Economists are not known for being a particularly giddy lot, but some seemed to be downright over the moon earlier this week when the Dow Jones Industrial Average found its way to a new record high. In the 48 hours since that happened, though, more cautious voices have started to be heard.
It likely will come as no surprise to our readers in the Dallas area that these voices warn that we shouldn’t be looking to the Dow to tell us whether the economy is doing well, or will likely do well in the future. Rather, they say it is merely reflective of a general optimism that is expected in connection with the overall recovering economy.
But even while the general economic trend is positive, there are many people still hurting from the recent Great Recession. For them, immediate debt relief through something like Chapter 7 bankruptcy may be the most viable means for achieving their own economic recovery. Checking with a bankruptcy attorney is the way to make that determination.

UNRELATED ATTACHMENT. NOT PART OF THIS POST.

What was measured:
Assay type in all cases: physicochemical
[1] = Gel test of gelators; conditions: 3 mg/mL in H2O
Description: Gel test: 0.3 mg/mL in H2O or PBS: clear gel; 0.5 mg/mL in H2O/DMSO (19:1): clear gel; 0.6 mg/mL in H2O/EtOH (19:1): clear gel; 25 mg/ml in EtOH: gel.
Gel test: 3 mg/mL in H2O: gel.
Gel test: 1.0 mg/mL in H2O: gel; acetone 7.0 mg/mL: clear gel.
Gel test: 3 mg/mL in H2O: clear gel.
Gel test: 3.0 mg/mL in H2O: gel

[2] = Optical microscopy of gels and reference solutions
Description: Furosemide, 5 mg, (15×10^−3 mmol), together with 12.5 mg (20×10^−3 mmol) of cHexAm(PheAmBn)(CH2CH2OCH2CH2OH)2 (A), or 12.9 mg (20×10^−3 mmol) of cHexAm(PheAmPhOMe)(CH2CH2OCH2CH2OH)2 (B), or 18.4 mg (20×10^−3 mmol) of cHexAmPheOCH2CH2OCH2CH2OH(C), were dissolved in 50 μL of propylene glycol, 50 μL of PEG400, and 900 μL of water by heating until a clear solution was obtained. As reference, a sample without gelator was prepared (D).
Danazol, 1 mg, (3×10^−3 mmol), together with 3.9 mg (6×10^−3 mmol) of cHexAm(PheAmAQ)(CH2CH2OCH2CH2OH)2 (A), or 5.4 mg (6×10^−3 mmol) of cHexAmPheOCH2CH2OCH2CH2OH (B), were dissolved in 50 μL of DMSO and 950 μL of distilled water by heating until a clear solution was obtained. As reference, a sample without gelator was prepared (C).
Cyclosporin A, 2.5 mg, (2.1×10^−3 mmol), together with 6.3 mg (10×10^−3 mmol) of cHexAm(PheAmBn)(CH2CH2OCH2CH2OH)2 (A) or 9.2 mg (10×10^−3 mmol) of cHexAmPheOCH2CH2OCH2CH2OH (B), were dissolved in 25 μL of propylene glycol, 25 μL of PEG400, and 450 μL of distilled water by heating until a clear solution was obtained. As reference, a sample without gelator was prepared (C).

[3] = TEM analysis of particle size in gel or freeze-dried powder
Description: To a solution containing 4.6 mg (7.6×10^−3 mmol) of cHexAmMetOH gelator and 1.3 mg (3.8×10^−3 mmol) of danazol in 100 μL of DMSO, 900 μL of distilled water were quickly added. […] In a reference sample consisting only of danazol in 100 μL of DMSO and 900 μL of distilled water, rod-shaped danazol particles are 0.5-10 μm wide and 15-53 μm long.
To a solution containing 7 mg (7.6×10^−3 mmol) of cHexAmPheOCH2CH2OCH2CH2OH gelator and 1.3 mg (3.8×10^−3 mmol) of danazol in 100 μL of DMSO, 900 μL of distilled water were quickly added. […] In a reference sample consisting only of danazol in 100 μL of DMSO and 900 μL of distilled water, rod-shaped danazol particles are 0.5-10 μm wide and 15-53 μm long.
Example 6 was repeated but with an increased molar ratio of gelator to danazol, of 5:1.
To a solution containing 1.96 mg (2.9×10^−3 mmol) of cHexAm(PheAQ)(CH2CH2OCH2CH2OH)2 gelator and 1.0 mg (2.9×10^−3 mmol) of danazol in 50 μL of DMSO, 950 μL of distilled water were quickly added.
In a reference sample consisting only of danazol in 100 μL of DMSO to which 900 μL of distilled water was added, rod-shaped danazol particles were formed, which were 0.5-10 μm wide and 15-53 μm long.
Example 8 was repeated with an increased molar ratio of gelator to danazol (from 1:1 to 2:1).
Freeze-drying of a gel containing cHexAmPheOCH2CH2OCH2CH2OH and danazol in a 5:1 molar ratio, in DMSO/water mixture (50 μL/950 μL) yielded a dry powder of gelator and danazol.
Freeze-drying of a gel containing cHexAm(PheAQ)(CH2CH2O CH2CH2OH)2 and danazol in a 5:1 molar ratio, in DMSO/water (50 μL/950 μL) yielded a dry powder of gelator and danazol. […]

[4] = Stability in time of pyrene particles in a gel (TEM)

So what is the Dow good for? It depends perhaps on who you ask. Most analysts remind us that the stock market is on its face a volatile gauge. At its best, they say, it offers a reading of the pulse of investor attitude. In the case of the recent record, the analysts say it can be called a reflection of optimism. They say it can’t be called a predictor of things to come.
For example, it’s been noted that the last time the Dow peaked was in October 2007, and it was in December of that year that the latest recession began. In fact, some in the Federal Reserve say that some of the recent upward spirals in stock asset prices could be an indication that some stocks may be headed for a bursting of bubbles.
When it comes to the economy, individuals really have little control over what happens. They only have control over their situations are, here and now. Fortunately, if that situation involves financial struggles that indicate that bankruptcy might be called for, there are measures that can be taken.
Source: CBS News, “What does the Dow’s record say about the economy?,” Mark Thoma, MoneyWatch, March 7, 2013